Doubling down on drones

salariesRepresentatives from the public and private sector gathered at Reno-Stead Airport on a chilly February morning, all eyes focused on a small plane.

At a little under 5 feet long, the glossy white plane looks almost like a toy. For the Silver State, however, unmanned aerial vehicles are no game.

With an annual global market valued at $11.3 billion, the Association for Unmanned Vehicle Systems International expects unmanned aerial systems — also known as drones — to grow into a $140 billion industry within the next decade. During the first three quarters of 2013, investors poured $40.9 million into drone startups, more than double the amount invested during all of last year, according to PricewaterhouseCoopers and the National Venture Capital Association.

For a state eager to rebound from the recession and diversify its economy, the potential financial windfall from the industry is a big opportunity. Just how big an economic…

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This New Naval UAV Is a “Blackjack”-of-All-Trades

Predator drones are very, very good at what they do, but $8 million will only get you about half of one. Doesn’t matter which half, that guy ain’t gonna to fly. Instead, the US Navy is investing in a smaller, lighter, more versatile recon drone.

US Naval Air Command recently awarded Boeing subsidiary Insitu an $8.8 million contract to supply the military with a one-off model of its new RQ-21A Blackjack UAV. The svelte, 80-pound, twin-boom, single-engine flying machine measures 8 feet long with a 16-foot wingspan with a 104 mph top speed, 19,500 foot service ceiling and 13 hour-plus loiter time. What’s more, the Blackjack can easily adapt to both land and sea-based missions thanks to its pneumatic launcher-the same used by the Scan Eagle-and net-based recovery system, neither of which require a runway of any length.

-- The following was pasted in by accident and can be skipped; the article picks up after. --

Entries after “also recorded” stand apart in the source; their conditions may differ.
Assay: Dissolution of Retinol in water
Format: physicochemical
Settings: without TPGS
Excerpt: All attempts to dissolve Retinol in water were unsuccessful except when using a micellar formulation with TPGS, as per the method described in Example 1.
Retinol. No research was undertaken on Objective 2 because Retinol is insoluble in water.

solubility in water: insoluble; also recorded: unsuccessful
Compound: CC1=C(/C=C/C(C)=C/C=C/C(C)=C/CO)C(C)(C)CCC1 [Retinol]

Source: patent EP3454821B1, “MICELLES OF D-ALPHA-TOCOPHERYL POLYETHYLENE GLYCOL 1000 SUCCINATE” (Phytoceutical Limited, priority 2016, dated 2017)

But the RQ-21’s real value comes from its highly configurable, modular component design…

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Tech company at ATMC in Fall River plans to manufacture unmanned aerial drones

The technology to power medium-sized unmanned aerial vehicles, better known as drones, is closer than one would think.

In fact, that technology could be manufactured in Fall River as soon as next spring.

The Lakeville-based company O’Neill Power Systems has taken up residency at the University of Massachusetts Dartmouth’s Advanced Technology and Manufacturing Center on Martine Street.

The company’s plan, according to founder and president James O’Neill, is to deliver a system that can power unmanned aerial vehicles for use in industries other than the military and espionage.

The civil aviation, agriculture and public safety sectors would all benefit from the efficiency of O’Neill’s UAV, the prototypes of which have already been designed and built — twice — explained the company’s chief executive officer, Jerry Kelly.

UAVs can revolutionize those industries, especially agriculture, according to O’Neill. Using a UAV instead of manned vehicles, which can cost companies as much as…

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Adventures With The DJI Phantom

So….. Agreed to do a promotional video yesterday, based on the recent Jeff Bezos created hubbub. Overall, I think he did more for the UAS/Drone industry in the 60 Minutes segment than maybe has been done thus far, especially with many of the negative stories highlighted in the media.

While I’m waiting for the folks to finish what is a very complex edit, I’ll share a few stills from yesterday. First and foremost, this is the first time I’ve flown the Phantom with an external load. I had absolutely no idea what to expect, and to make matters worse, was landing on a “pad” that was about 6 inches from a pillar and a grouping of plants. The Phantom was still awesome with the external load, but with any speed, the box beneath spins, creating some yaw.

More pics and video on this soon.